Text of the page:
The rights groups also released an appeal letter to international governments calling for more support to refugees on Thai soil who fear to return to their homes in an area where fighting has broken out repeatedly since Nov. 8, one day after the Burmese general election.
According to intelligence sources with the rebel Karen National Union (KNU), the Burmese regime is reinforcing its troops in Palu village in Myawaddy Township and more fighting is expected.
Five people reportedly have died and at least 27 have been injured, according to rights groups, since the most recent fighting broke out.
Many villagers have repeatedly fled to safety in Thailand, while others have gone into hiding in the jungle.
On Nov. 8, during the conflict in Myawaddy Township on the border opposite Thailand’s Mae Sot, more than 25,000 refugees sought temporary shelter on Thai soil. The refugees were forced by the Thai army to return home the following day, however.
Due to repeated conflicts, some 10,000 refugees in Three Pagodas Pass and about 2,500 from Waw Lay village also fled separately to other parts of Thailand in Tak Province. Hundreds of villagers are still being displaced on the Thai-Burma border along the Moei River, said the rights groups.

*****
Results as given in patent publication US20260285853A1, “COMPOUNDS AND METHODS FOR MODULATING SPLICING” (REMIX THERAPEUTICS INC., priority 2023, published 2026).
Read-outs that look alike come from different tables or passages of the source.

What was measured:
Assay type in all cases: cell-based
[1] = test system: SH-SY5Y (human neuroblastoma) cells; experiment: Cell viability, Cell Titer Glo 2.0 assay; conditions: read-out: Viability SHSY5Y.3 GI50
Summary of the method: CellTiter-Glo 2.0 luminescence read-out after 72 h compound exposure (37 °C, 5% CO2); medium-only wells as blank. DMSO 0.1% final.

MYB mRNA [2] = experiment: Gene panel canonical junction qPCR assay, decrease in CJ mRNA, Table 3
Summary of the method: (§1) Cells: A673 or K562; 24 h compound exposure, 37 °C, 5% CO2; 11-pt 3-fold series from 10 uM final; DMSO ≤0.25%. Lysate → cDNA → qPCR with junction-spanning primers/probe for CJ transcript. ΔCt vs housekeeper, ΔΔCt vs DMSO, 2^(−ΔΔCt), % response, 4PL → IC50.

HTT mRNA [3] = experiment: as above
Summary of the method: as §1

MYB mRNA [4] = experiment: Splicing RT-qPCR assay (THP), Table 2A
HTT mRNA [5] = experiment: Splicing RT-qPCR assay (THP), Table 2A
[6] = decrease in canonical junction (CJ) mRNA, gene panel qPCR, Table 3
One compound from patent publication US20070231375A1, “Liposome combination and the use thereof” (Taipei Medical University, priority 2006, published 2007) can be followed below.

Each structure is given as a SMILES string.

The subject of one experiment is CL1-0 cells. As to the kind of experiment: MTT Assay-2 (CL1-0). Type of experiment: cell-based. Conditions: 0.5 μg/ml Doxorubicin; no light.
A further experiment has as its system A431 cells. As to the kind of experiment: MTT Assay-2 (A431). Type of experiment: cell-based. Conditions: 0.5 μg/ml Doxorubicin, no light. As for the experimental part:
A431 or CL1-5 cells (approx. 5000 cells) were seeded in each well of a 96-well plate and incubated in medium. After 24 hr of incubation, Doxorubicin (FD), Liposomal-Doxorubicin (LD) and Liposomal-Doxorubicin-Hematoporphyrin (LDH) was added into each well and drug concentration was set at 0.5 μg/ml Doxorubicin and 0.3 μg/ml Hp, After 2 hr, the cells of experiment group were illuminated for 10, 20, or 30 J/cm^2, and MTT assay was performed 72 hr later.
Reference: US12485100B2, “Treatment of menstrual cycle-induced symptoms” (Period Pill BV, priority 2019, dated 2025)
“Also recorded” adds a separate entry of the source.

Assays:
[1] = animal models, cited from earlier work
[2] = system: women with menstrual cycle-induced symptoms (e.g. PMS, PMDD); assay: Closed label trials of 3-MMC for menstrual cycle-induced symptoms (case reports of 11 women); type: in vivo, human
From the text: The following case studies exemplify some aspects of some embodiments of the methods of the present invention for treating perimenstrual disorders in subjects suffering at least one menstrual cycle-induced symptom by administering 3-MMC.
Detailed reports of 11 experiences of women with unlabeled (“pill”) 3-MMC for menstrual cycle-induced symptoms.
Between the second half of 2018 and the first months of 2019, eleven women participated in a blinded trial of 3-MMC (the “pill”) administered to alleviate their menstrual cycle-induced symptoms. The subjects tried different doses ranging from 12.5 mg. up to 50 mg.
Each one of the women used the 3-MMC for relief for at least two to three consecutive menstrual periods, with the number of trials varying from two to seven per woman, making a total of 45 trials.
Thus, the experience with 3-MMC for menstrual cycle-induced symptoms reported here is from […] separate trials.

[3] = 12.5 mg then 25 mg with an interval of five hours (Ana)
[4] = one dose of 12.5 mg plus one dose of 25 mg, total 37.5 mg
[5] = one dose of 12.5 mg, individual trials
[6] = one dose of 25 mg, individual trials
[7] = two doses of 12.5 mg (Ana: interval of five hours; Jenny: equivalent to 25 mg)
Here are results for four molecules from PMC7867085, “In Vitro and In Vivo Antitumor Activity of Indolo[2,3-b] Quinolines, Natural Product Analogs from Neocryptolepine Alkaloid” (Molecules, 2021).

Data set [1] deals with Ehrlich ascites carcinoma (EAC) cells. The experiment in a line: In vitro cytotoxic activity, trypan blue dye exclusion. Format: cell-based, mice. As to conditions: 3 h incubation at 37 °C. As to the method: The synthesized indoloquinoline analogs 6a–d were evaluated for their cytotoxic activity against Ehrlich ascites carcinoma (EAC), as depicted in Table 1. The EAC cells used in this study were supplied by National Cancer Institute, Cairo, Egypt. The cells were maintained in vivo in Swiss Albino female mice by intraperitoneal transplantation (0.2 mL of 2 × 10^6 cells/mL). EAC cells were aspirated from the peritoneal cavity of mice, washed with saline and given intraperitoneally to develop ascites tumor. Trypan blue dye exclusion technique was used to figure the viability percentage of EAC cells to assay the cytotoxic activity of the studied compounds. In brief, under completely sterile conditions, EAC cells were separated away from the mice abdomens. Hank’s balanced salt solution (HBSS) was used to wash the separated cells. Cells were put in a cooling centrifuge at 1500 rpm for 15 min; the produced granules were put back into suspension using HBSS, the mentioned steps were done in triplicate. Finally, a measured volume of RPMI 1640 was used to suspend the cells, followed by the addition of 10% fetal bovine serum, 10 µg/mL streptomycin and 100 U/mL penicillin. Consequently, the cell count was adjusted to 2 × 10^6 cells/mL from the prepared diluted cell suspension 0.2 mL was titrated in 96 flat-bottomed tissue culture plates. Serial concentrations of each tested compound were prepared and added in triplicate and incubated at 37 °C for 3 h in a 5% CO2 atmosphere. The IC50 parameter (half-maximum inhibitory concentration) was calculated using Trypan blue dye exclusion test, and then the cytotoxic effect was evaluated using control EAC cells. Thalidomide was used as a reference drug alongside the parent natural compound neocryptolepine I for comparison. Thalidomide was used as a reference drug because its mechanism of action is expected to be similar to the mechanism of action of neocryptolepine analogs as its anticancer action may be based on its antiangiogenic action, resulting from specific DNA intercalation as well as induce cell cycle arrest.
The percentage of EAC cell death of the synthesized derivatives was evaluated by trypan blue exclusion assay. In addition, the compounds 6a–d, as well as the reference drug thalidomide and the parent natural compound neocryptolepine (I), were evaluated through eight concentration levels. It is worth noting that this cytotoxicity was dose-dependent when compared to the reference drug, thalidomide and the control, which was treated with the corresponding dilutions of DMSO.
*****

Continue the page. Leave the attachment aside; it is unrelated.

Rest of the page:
The letter, signed by Dr. Cynthia Maung, the founder of Mae Tao Clinic in Mae Sot, said that there is a strong likelihood of continued or increased armed conflicts not only in Karen State but also in other ethnic areas along the border.
The letter called for a concrete plan for Thai authorities and nongovernmental organizations to provide the necessary protection and assistance to a civilian population fleeing armed conflicts until it is determined that it is safe for them to return home.
The umbrella group also called on the Burmese government to ease all hostilities and provocative actions against ethnic communities and to engage in tripartite dialogue with ethnic and opposition representatives.